That's very good advice to focus on others. I have cried at every mass since September 2013. I say a prayer of spiritual communion while others are receiving. It is a bit embarrassing to have tears streaming down my face but I can never control it. Some of the hymns during communion touch my soul also. I try to sing them, but my voice crumbles.

Point well taken. I spoke to my parish priest on the phone yesterday and he conveyed the Chancellor's information that it should take one month. I hate to think they're now just getting around to sending out the request. I need to find out when he actually submitted it to the Byzantine Bishop. While I was talking to the priest, he got a message that the Chancellor says he does not have copies of the Decrees of Nullity. I sure hope he wasn't holding it up waiting for those since we received them 2 months ago at which time my priest initiated the paperwork with the Diocese. My priest expressed some frustration to me in regard to dealing with this Chancellor.

I can wait one more month, but you are correct that if it starts going longer I need to speak to the Byzantine Bishop's office. When we were going through the annulment process, the Diocese encouraged us to call any time if we had questions or concerns. From what I hear from others, the Eastern Churches Eparchy are equally as helpful.

[/quote]

I guess 2013 was a good year to return to the Church! Unfortunately, a lot of returnees have marriage situations to deal with and it seems the Tribunals are just swamped. Our archdiocese says annulments typically take about 12-18 months to complete and here I am at 15 months with not even a Court of First Instance decision.

When I realized my husband was seriously returning to the Church I did some research and knew I'd have to apply for annulment and have our marriage convalidated for his sake. Then, a month or so later, I felt the call to convert. I already had the divorce decree and my Baptism record, so I only had to send away for a copy of my first civil marriage license. It arrived within a week. My ex was never Baptized and didn't wish to participate in the process as he is a Norse Pagan. Thankfully my oldest daughter, who lives near him, nagged him to write something to that effect on his paperwork and mail it back to the Tribunal so he wouldn't hold things up for me out of spite. All in all, the process has been rather smooth for me other than the waiting.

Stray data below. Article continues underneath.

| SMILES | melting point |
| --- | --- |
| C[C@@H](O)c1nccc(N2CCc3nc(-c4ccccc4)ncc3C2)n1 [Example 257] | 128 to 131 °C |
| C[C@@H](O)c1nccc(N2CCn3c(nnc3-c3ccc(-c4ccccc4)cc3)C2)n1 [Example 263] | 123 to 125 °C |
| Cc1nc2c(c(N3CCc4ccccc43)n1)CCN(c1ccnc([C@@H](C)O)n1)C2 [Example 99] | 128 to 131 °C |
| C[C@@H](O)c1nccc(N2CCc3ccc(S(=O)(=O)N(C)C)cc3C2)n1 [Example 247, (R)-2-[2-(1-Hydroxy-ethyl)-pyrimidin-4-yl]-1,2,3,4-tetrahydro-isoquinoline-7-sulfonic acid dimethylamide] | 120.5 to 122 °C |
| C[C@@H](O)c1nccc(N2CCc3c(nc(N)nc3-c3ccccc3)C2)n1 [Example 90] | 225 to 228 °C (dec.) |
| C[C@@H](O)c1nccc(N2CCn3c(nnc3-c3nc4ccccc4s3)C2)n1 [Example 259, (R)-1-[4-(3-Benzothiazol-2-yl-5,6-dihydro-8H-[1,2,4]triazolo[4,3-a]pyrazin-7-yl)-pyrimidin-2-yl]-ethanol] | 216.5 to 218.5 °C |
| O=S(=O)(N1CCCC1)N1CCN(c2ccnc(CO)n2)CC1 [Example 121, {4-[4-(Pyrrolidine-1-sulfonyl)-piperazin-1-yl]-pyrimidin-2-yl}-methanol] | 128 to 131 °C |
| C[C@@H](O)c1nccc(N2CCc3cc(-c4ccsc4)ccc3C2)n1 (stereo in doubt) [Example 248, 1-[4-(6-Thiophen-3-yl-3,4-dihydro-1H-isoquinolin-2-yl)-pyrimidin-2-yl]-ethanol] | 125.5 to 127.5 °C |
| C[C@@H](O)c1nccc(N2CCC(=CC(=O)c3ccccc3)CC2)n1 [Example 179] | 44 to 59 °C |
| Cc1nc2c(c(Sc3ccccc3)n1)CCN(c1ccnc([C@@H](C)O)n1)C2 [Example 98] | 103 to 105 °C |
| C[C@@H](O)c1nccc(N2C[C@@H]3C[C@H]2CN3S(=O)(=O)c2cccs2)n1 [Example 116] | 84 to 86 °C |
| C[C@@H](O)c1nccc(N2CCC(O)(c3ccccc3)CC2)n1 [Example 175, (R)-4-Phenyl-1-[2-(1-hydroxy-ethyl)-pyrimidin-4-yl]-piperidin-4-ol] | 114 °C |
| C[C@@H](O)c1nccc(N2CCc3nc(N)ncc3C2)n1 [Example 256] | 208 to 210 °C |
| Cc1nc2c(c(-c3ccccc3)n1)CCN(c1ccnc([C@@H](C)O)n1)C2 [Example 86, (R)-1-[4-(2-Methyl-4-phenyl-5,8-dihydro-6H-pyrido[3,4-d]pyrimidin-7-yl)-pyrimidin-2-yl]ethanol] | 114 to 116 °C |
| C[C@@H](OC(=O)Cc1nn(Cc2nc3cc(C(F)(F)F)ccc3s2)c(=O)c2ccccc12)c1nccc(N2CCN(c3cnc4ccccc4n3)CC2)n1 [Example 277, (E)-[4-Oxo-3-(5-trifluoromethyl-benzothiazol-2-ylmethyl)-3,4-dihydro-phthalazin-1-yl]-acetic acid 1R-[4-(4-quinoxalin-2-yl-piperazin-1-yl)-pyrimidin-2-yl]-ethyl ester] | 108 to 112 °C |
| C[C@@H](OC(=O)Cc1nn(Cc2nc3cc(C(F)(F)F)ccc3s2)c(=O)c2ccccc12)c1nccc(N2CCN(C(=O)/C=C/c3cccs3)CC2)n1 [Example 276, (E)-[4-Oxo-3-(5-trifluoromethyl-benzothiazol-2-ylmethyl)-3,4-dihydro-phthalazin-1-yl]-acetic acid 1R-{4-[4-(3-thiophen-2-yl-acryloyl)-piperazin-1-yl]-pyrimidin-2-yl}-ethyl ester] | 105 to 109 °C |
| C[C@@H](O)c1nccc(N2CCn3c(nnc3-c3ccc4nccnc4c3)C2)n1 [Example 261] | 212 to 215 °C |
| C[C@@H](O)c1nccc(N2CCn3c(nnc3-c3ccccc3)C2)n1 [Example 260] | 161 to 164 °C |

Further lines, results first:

The hardest parts emotionally are not being able to be received into the Church, knowing my marriage is invalid other than civilly, and facing the fact that I did a lot of sinning during that time of my life. My marriage is everything the Church teaches and yet it's not recognized by the Church due to a stupid youthful act. Bitter pill to swallow.

I don't cry at every Mass, but I want to most Sundays. Sometimes I am a bit numb. Sometimes I feel peace and hope. Others, sadness and despair. I never know how I'll feel at Mass. When this is all over I'll probably bawl like a baby when my marriage is made right and when my husband and I are Confirmed. (He left as a teen before Confirmation, so we'll be Confirmed together)

I'm glad that you only have about a month to wait. Light at the end of the tunnel and it's not a train!


#39

[quote="MJJean, post:38, topic:381176"]
I guess 2013 was a good year to return to the Church! Unfortunately, a lot of returnees have marriage situations to deal with and it seems the Tribunals are just swamped. Our archdiocese says annulments typically take about 12-18 months to complete and here I am at 15 months with not even a Court of First Instance decision.